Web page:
INNER CIRCLE: Inside the Outside

INNER CIRCLE: Inside the Outside December 30, 2023

IMAGE: Keith Giles [MidJourney]

Jesus said, “Why do you wash the outside of the cup? Do you not understand that he who made the inside is also he who made the outside?”


As we’ve seen, some of the sayings recorded in Thomas have parallels in the New Testament Gospels. Here, the saying slightly echoes what we read in Matthew 23:25-26 and in Luke 11:39-41. However, in those Gospels the meaning seems to be more about how the outside of the cup refers to outward piety as opposed to inner spirituality and integrity. Here, in the Gospel of Thomas, we have no such metaphors suggested. Instead, we’re left with the usual contrasts between “inside” and “outside.”

By now it should be an easy thing for us to see that, in Thomas, what Jesus wants us to notice is that there is truly no difference between the inside or the outside. Those are merely illusions we perceive and pretend are real, but once we have been awakened to the reality of Divine Unity, we begin to realize that the cup is a metaphor for the Oneness of our True Self. Cleaning the outside of the cup is unnecessary if the inside is already clean. Why? Because, when it comes to our True Self, the inside and the outside are one and the same.

We can meditate on this and arrive at some of the same conclusions about outward behaviors needing to match our inward reality, but now in the context of an inward reality that is shaped by an awareness of the Oneness shared by all things, everywhere.

In other words, once we truly realize that the concepts of “inside” and “outside” are irrelevant and that Oneness is the true reality of everything around – and within – us, then we should behave accordingly. Our outward behaviors should reflect that inward awakening. This means our outward interactions with those who appear to be “other” than us should reflect the inward reality of our Oneness and interconnection with them.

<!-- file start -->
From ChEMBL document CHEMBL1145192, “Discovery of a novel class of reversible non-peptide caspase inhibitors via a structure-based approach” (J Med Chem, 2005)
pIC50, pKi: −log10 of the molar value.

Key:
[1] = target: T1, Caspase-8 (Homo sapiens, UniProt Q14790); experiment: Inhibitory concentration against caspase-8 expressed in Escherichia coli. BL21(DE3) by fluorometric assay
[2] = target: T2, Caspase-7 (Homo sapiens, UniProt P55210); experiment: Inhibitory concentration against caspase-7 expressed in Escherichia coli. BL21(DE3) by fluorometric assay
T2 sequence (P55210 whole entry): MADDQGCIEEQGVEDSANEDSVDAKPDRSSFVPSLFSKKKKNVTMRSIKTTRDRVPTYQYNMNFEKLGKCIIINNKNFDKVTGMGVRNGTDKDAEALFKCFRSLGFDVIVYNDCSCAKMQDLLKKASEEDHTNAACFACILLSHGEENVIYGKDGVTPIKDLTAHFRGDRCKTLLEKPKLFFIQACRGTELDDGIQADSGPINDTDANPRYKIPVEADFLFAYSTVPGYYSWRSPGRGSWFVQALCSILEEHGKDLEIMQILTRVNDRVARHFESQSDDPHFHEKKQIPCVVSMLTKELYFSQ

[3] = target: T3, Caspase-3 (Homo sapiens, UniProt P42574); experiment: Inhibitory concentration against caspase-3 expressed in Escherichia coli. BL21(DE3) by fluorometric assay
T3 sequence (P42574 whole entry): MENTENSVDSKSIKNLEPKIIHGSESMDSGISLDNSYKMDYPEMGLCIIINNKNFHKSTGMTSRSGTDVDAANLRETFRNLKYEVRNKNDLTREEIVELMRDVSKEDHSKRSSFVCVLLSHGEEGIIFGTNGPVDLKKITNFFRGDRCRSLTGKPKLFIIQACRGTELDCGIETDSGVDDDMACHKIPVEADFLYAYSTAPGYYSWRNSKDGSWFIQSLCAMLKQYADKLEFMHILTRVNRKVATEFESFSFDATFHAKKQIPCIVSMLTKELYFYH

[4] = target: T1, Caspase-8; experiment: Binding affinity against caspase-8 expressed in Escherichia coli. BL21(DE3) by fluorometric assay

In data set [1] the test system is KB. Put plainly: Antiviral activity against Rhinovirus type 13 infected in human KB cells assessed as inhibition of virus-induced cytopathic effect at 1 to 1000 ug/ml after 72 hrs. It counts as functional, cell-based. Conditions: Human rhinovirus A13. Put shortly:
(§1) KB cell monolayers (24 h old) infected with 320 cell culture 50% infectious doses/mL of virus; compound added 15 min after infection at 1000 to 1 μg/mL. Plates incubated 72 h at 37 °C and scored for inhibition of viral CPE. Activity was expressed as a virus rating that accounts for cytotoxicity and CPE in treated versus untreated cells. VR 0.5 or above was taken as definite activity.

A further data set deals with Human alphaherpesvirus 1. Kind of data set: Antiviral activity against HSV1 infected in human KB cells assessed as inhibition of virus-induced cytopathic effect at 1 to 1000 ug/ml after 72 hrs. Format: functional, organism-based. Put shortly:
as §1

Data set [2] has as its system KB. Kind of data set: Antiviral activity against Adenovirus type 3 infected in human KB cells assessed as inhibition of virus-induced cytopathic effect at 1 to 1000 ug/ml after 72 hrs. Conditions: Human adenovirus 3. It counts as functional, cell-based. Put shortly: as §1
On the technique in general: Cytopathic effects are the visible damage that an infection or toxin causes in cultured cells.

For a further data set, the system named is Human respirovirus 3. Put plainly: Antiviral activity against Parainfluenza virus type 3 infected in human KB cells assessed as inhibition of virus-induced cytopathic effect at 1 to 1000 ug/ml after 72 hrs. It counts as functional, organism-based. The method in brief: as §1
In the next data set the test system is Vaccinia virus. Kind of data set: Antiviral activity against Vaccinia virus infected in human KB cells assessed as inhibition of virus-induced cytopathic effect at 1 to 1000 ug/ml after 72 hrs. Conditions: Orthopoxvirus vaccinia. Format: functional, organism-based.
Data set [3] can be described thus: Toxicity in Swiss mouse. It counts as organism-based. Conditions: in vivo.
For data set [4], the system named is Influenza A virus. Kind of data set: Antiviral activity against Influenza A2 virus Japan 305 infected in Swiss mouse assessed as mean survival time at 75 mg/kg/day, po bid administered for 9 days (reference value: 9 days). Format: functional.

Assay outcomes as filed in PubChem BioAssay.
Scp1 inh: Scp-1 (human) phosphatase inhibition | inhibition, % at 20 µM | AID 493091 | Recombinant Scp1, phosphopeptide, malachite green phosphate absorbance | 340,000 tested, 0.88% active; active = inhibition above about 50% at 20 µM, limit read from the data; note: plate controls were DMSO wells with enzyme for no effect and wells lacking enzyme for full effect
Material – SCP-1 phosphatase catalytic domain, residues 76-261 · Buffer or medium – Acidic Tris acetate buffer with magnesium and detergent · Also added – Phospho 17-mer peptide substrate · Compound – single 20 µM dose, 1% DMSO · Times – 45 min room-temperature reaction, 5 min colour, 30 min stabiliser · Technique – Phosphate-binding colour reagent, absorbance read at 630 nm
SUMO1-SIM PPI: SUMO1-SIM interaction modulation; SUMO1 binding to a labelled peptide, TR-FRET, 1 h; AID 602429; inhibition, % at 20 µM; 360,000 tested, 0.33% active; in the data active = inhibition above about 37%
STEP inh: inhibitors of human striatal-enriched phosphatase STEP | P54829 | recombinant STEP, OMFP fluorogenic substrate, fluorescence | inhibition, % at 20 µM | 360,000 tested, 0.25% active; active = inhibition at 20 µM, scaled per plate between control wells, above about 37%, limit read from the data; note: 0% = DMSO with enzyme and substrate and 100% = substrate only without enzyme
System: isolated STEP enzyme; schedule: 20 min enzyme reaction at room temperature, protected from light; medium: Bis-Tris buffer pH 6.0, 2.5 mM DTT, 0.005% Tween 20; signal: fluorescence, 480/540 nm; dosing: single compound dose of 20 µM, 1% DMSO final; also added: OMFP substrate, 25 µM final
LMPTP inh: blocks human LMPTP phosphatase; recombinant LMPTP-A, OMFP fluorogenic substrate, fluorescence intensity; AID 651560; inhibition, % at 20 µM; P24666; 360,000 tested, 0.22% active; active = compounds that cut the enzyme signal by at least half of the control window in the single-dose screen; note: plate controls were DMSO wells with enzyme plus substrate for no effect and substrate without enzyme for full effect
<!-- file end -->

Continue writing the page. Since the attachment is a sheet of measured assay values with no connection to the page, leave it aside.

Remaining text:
When we see “them” we realize that what we are seeing and perceiving is another reflection of ourselves and the self we see reflected in them is the True Self which is also a reflection of the Divine Self which is God, the One in whom we all live, and move and have our being.

As scholars Funk and Hoover write:

“Matthew and Luke have turned the original aphorism into a mixed metaphor about cup and self: the outside of the cup concerns ritual purity, the inside of the self is full of greed and evil. In Thomas, however, the aphorism is recorded without context or moralizing conclusion. The outside and inside are made equal, because they are both made by the same creator. The aphorism thus appears to have been a criticism of the ritual washing of vessels such as cups. In this form, it could well have come from Jesus.” (The Five Gospels, p. 520)

We may wonder why Jesus seems to say the same thing over and over again in slightly different ways. Perhaps it is because he realizes that we so quickly forget this transformative truth and therefore require nearly constant reminders of the reality that requires us to see everything with new eyes.


Keith Giles is the best-selling author of the Jesus Un series. He has appeared on CNN, USA Today, BuzzFeed, and John Fugelsang’s “Tell Me Everything.” He hosts the Second Cup with Keith podcast, and co-hosts the Apostates Anonymous podcast, and the Heretic Happy Hour Podcast.

His latest book, Second Cup with Keith is available now on Amazon HERE>


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